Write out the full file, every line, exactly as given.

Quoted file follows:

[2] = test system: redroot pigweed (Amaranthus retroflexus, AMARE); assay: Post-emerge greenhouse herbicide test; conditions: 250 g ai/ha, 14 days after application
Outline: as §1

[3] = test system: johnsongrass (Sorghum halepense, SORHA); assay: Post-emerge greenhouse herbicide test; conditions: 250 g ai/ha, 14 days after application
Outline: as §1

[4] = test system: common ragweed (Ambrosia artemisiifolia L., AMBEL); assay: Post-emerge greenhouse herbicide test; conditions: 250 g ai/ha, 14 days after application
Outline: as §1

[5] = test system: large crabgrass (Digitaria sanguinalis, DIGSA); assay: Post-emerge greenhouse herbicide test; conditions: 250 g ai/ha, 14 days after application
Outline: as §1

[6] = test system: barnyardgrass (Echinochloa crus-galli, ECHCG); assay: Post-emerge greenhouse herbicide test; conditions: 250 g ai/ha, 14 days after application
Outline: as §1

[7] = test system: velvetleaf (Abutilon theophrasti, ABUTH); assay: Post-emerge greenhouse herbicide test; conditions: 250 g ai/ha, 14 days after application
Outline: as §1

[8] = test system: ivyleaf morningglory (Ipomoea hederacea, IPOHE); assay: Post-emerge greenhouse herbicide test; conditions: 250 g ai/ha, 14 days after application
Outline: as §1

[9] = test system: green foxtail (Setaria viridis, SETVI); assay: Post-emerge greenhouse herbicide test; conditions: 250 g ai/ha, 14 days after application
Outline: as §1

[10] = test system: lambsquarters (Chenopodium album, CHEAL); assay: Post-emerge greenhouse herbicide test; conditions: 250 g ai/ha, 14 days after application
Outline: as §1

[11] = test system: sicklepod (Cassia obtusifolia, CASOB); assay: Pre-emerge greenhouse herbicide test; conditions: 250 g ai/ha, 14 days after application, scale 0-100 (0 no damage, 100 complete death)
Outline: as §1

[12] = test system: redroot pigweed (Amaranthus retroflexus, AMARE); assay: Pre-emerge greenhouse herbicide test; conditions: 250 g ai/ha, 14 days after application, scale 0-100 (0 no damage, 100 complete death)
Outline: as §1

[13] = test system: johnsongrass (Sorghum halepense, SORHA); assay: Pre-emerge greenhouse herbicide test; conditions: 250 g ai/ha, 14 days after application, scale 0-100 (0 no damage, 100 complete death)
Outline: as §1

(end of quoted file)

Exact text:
[2] = test system: redroot pigweed (Amaranthus retroflexus, AMARE); assay: Post-emerge greenhouse herbicide test; conditions: 250 g ai/ha, 14 days after application
Outline: as §1

[3] = test system: johnsongrass (Sorghum halepense, SORHA); assay: Post-emerge greenhouse herbicide test; conditions: 250 g ai/ha, 14 days after application
Outline: as §1

[4] = test system: common ragweed (Ambrosia artemisiifolia L., AMBEL); assay: Post-emerge greenhouse herbicide test; conditions: 250 g ai/ha, 14 days after application
Outline: as §1

[5] = test system: large crabgrass (Digitaria sanguinalis, DIGSA); assay: Post-emerge greenhouse herbicide test; conditions: 250 g ai/ha, 14 days after application
Outline: as §1

[6] = test system: barnyardgrass (Echinochloa crus-galli, ECHCG); assay: Post-emerge greenhouse herbicide test; conditions: 250 g ai/ha, 14 days after application
Outline: as §1

[7] = test system: velvetleaf (Abutilon theophrasti, ABUTH); assay: Post-emerge greenhouse herbicide test; conditions: 250 g ai/ha, 14 days after application
Outline: as §1

[8] = test system: ivyleaf morningglory (Ipomoea hederacea, IPOHE); assay: Post-emerge greenhouse herbicide test; conditions: 250 g ai/ha, 14 days after application
Outline: as §1

[9] = test system: green foxtail (Setaria viridis, SETVI); assay: Post-emerge greenhouse herbicide test; conditions: 250 g ai/ha, 14 days after application
Outline: as §1

[10] = test system: lambsquarters (Chenopodium album, CHEAL); assay: Post-emerge greenhouse herbicide test; conditions: 250 g ai/ha, 14 days after application
Outline: as §1

[11] = test system: sicklepod (Cassia obtusifolia, CASOB); assay: Pre-emerge greenhouse herbicide test; conditions: 250 g ai/ha, 14 days after application, scale 0-100 (0 no damage, 100 complete death)
Outline: as §1

[12] = test system: redroot pigweed (Amaranthus retroflexus, AMARE); assay: Pre-emerge greenhouse herbicide test; conditions: 250 g ai/ha, 14 days after application, scale 0-100 (0 no damage, 100 complete death)
Outline: as §1

[13] = test system: johnsongrass (Sorghum halepense, SORHA); assay: Pre-emerge greenhouse herbicide test; conditions: 250 g ai/ha, 14 days after application, scale 0-100 (0 no damage, 100 complete death)
Outline: as §1